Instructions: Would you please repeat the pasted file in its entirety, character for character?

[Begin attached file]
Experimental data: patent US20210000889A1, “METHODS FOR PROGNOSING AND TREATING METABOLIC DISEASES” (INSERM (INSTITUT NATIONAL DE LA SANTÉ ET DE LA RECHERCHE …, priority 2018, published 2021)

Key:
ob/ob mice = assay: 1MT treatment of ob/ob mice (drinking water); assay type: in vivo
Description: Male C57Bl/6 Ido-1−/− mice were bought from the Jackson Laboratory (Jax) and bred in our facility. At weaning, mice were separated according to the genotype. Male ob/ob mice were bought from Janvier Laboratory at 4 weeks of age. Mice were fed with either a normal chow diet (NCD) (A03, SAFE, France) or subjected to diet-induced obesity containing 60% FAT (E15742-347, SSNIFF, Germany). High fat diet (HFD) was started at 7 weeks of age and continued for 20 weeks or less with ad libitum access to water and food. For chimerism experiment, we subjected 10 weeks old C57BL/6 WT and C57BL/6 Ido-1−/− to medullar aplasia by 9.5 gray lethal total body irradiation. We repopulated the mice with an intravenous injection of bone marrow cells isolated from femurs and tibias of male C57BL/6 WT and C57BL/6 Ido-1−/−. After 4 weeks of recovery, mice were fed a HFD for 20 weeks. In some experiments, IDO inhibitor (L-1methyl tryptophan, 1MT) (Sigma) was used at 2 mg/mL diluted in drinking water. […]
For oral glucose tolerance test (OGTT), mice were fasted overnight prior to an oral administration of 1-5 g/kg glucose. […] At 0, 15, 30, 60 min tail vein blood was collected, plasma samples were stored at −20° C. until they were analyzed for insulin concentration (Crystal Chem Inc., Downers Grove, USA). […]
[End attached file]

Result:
Experimental data: patent US20210000889A1, “METHODS FOR PROGNOSING AND TREATING METABOLIC DISEASES” (INSERM (INSTITUT NATIONAL DE LA SANTÉ ET DE LA RECHERCHE …, priority 2018, published 2021)

Key:
ob/ob mice = assay: 1MT treatment of ob/ob mice (drinking water); assay type: in vivo
Description: Male C57Bl/6 Ido-1−/− mice were bought from the Jackson Laboratory (Jax) and bred in our facility. At weaning, mice were separated according to the genotype. Male ob/ob mice were bought from Janvier Laboratory at 4 weeks of age. Mice were fed with either a normal chow diet (NCD) (A03, SAFE, France) or subjected to diet-induced obesity containing 60% FAT (E15742-347, SSNIFF, Germany). High fat diet (HFD) was started at 7 weeks of age and continued for 20 weeks or less with ad libitum access to water and food. For chimerism experiment, we subjected 10 weeks old C57BL/6 WT and C57BL/6 Ido-1−/− to medullar aplasia by 9.5 gray lethal total body irradiation. We repopulated the mice with an intravenous injection of bone marrow cells isolated from femurs and tibias of male C57BL/6 WT and C57BL/6 Ido-1−/−. After 4 weeks of recovery, mice were fed a HFD for 20 weeks. In some experiments, IDO inhibitor (L-1methyl tryptophan, 1MT) (Sigma) was used at 2 mg/mL diluted in drinking water. […]
For oral glucose tolerance test (OGTT), mice were fasted overnight prior to an oral administration of 1-5 g/kg glucose. […] At 0, 15, 30, 60 min tail vein blood was collected, plasma samples were stored at −20° C. until they were analyzed for insulin concentration (Crystal Chem Inc., Downers Grove, USA). […]